As our 2011 Social Commerce Summit draws nearer, I wanted to feature some of our speakers in brief, three-question interviews related to the talks they’ll be giving. We’ll kick it off with social technology expert and industry analyst Jeremiah Owyang, who will be giving a keynote on Tuesday, April 5th. Here’s the brief for his talk, followed by the interview:

@jowyangBuilding Your Social Strategy: Prioritizing the Coming Year

While social continues to rapidly evolve, how do brands plan for the coming year or two? What trends will (or should) guide you? Most important: As things continue to change, how do you know where to focus? Leading analyst Jeremiah Owyang guides you in building a social strategy that helps your brand make the most of what’s here now and what’s next.

In your Career Path of the Corporate Social Strategist report, you describe the steps that strategists can take to achieve “escape velocity,” instead of relegation to the “social media help desk.” While it’s obvious why a strategist will want to achieve this advanced professional state, what is the compelling value to the strategist’s employer?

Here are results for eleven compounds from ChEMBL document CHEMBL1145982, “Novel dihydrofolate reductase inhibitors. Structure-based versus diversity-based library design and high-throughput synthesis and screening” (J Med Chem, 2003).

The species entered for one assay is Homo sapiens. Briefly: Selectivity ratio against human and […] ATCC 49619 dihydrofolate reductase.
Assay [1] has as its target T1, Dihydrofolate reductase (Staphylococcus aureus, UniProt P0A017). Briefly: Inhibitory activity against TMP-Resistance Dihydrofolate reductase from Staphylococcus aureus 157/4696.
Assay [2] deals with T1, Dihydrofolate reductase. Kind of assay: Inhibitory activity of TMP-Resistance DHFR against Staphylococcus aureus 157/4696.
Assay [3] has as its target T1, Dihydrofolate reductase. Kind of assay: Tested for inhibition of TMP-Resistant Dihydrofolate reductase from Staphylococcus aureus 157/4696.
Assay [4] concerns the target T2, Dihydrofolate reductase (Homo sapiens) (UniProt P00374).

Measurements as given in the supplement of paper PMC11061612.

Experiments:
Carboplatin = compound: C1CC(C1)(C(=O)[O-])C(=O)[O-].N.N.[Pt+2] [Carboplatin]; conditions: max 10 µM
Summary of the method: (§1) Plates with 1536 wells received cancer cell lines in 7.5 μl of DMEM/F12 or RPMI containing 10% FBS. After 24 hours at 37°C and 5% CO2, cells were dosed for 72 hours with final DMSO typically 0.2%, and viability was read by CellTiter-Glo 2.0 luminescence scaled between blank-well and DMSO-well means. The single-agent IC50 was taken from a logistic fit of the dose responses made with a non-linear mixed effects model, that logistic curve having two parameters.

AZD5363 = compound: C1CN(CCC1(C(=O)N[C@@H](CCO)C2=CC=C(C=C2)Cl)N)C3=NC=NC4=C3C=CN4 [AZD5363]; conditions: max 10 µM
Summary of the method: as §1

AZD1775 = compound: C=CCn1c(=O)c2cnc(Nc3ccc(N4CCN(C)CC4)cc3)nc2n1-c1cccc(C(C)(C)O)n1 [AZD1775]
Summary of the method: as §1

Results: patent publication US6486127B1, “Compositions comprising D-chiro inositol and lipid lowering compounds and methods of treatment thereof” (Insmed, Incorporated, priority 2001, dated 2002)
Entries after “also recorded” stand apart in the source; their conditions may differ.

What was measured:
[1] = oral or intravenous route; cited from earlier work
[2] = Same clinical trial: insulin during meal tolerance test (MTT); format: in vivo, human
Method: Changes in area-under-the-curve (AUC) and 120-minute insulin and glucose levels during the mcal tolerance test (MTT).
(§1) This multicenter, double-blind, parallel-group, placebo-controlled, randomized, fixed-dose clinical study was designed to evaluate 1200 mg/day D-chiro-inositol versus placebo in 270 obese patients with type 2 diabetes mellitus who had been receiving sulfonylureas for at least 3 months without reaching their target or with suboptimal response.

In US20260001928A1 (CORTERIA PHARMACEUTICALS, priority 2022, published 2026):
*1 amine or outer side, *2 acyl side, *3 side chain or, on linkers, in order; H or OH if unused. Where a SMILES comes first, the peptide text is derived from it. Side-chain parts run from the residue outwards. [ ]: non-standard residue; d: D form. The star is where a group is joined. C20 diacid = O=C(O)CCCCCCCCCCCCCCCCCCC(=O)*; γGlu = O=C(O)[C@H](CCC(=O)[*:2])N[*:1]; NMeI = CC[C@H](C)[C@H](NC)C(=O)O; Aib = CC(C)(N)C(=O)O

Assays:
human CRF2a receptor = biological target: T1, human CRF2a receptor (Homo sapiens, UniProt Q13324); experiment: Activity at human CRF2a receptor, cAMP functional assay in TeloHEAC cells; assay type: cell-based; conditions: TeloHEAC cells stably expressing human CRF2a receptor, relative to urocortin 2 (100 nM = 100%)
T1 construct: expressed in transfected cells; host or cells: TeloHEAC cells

Owyang:

Strategists must quickly leverage the crowd (both employees and customers) as their resources remain relatively flat even from intermediate to advanced maturity — they have no choice to scale and be efficient. See this report for similar findings.

Are there any trends in enterprise social media adoption or acceleration that make you cringe? Why?

Owyang:

Any companies who blindly link to Twitter or Facebook from their corporate website is doing themselves a disservice.  After investing millions of dollars over the past 10-15 years to get customers to come to their corporate website, they are undoing these investments.

Companies who link to Facebook or Twitter from their corporate websites are undoing years of marketing investment — instead, aggregate.

You discuss the delta between “compounding demands on social strategists” and the average enterprise’s spend on social business in your latest report. Prioritization aside, how can businesses better align their budgets with growing social business demands? Do you foresee budget catching up with demand any time soon?

Owyang:

Budget is woefully behind consumer adoption, let alone business unit adoption.  I don’t expect budgets to catch up, we only foresee single digit growth across most of the 12 go to market programs we surveyed against in 2011.  This proves that strategists must focus even more on scalable programs.

Interested in the kinds of insights you’ll see at this year’s event? Get the 2010 Social Commerce Trends Report now, and be sure to visit the SCS 2011 website for the lineup of presenting brands and futurists.